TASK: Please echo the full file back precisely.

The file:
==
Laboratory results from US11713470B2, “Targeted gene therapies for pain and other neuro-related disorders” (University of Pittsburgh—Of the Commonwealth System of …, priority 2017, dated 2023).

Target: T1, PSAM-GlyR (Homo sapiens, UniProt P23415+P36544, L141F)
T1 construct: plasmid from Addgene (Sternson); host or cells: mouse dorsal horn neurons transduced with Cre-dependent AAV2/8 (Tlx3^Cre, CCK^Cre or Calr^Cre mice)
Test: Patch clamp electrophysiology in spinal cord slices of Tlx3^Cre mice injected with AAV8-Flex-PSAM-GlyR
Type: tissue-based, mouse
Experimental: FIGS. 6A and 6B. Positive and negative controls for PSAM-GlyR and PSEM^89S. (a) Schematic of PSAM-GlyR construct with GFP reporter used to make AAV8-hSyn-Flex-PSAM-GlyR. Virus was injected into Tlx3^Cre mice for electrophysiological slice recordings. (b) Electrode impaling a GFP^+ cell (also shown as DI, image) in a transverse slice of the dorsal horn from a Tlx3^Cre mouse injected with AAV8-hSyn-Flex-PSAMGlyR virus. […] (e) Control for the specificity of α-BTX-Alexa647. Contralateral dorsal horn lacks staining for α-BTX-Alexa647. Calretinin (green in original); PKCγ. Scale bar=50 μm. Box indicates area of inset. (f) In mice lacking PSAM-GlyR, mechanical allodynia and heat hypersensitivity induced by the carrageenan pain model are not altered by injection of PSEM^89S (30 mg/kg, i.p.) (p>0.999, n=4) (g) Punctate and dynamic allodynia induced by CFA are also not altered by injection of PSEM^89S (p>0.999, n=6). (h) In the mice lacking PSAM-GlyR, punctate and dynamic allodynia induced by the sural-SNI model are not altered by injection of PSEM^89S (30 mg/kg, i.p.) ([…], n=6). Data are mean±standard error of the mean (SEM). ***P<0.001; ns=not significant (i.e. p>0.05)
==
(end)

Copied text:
Laboratory results from US11713470B2, “Targeted gene therapies for pain and other neuro-related disorders” (University of Pittsburgh—Of the Commonwealth System of …, priority 2017, dated 2023).

Target: T1, PSAM-GlyR (Homo sapiens, UniProt P23415+P36544, L141F)
T1 construct: plasmid from Addgene (Sternson); host or cells: mouse dorsal horn neurons transduced with Cre-dependent AAV2/8 (Tlx3^Cre, CCK^Cre or Calr^Cre mice)
Test: Patch clamp electrophysiology in spinal cord slices of Tlx3^Cre mice injected with AAV8-Flex-PSAM-GlyR
Type: tissue-based, mouse
Experimental: FIGS. 6A and 6B. Positive and negative controls for PSAM-GlyR and PSEM^89S. (a) Schematic of PSAM-GlyR construct with GFP reporter used to make AAV8-hSyn-Flex-PSAM-GlyR. Virus was injected into Tlx3^Cre mice for electrophysiological slice recordings. (b) Electrode impaling a GFP^+ cell (also shown as DI, image) in a transverse slice of the dorsal horn from a Tlx3^Cre mouse injected with AAV8-hSyn-Flex-PSAMGlyR virus. […] (e) Control for the specificity of α-BTX-Alexa647. Contralateral dorsal horn lacks staining for α-BTX-Alexa647. Calretinin (green in original); PKCγ. Scale bar=50 μm. Box indicates area of inset. (f) In mice lacking PSAM-GlyR, mechanical allodynia and heat hypersensitivity induced by the carrageenan pain model are not altered by injection of PSEM^89S (30 mg/kg, i.p.) (p>0.999, n=4) (g) Punctate and dynamic allodynia induced by CFA are also not altered by injection of PSEM^89S (p>0.999, n=6). (h) In the mice lacking PSAM-GlyR, punctate and dynamic allodynia induced by the sural-SNI model are not altered by injection of PSEM^89S (30 mg/kg, i.p.) ([…], n=6). Data are mean±standard error of the mean (SEM). ***P<0.001; ns=not significant (i.e. p>0.05)